A newly updated 2nd edition of James Teitelbaum’s very popular Tiki Road Trip is due out in May of this year. The world of tiki has changed very much, mostly for the better, since James’ book originally came out in 2003, and fans of the book are very eager to get a more up-to-date version of their road bible. The new TRT features many revised and re-written entries, more photos, and a design that will make it a bit easier to find what you’re looking for.
I’ve pointed many, many people to Tiki Road Trip over the years, here on Critiki News, on Tiki Central, and on Critiki. As a matter of fact, for the first year Critiki was available to the public, I required you to prove you owned Tiki Road Trip before you could access detailed information like addresses, maps, websites and phone numbers (now, this information is available to anyone who registers, for free, on Critiki). However — and this may shock some of you — I have never actually read Tiki Road Trip. I know! Can you believe it!?
The thing is, I’d love to. I own several copies of it. I’ve skimmed it a bit, but always very briefly, and very cautiously. You see, when I started work on Critiki in late 2002, James’ book hadn’t been announced yet. In the course of collecting information about tiki places for Critiki’s database, I realized how much effort had gone into the creation of James’ Tiki Bar Review Pages (Tiki Road Trip’s online ancestor). The last thing I wanted to do was poach someone else’s very hard work, and so even though it meant re-inventing the wheel a bit, I didn’t use any of the information he’d collected, only information I’d collected myself. I steered completely clear of the Tiki Bar Review Pages, though they’d been a great initial inspiration to me in my personal search for tiki when it was new to me. When I learned that James had a book coming out, I wasn’t sure what to do: I knew the power of what a good database-driven site could do, not just for my own travel plans, but for others’, but I also didn’t want to do anything that would steal James’ thunder. In the end, I decided I couldn’t shelf Critiki, I was far too excited about it, and I’d put far too much effort into constructing it. I gave James some advance notice that Critiki was underway, so he wouldn’t feel sideswiped, and when I launched Critiki, I did everything I could to encourage folks to support James’ book. Not that it needed my help — James’ book really sells itself.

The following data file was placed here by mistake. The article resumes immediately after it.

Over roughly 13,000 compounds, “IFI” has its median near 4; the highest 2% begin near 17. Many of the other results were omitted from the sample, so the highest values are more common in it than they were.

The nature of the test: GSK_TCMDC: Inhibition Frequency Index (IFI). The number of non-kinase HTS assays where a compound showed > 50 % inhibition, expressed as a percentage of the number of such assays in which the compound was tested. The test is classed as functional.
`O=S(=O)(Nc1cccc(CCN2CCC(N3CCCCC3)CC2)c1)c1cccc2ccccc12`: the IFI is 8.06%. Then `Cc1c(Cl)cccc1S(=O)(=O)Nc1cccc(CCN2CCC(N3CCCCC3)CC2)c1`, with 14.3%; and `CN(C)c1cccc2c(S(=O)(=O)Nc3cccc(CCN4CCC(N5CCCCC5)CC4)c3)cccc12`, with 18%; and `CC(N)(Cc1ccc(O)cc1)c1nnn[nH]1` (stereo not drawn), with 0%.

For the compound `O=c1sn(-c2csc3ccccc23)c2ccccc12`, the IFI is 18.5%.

James and I became dear friends — he came to visit me in Seattle, and he showed me the sights in Chicago — and naturally our shared passion for tiki travel has formed a strong bond. As time has marched on, I continue to update Critiki on a very regular basis, and there sits James’ book, with all my other tiki books, spine uncracked. It’s a very hard temptation to resist — after all, how could a book possibly be more up my alley?!? But, I can’t take the risk that James’ hard work would influence my own research. So, I don’t use it. It’s probably silly of me.
I can’t conclusively say what’s different about James’ book vs Critiki, beyond two pretty salient points: his is paper, and much more portable; and it’s James’ voice, not mine. Multiple voices & viewpoints always make the general understanding better. Even though I haven’t read it myself, I feel very, very comfortable recommending it, and it’s great news that a new edition is coming out.
This is going to be a banner year for tiki books: I’ve already mentioned Sven Kirsten’s new Tiki Modern book, and there are two more books on their way in the coming year: Sippin’ Safari by Jeff “Beachbum” Berry, and another book that I don’t think has been announced yet, so I’m going to keep quiet about it. Tiki Road Trip is due in May 2007, from Santa Monica Press.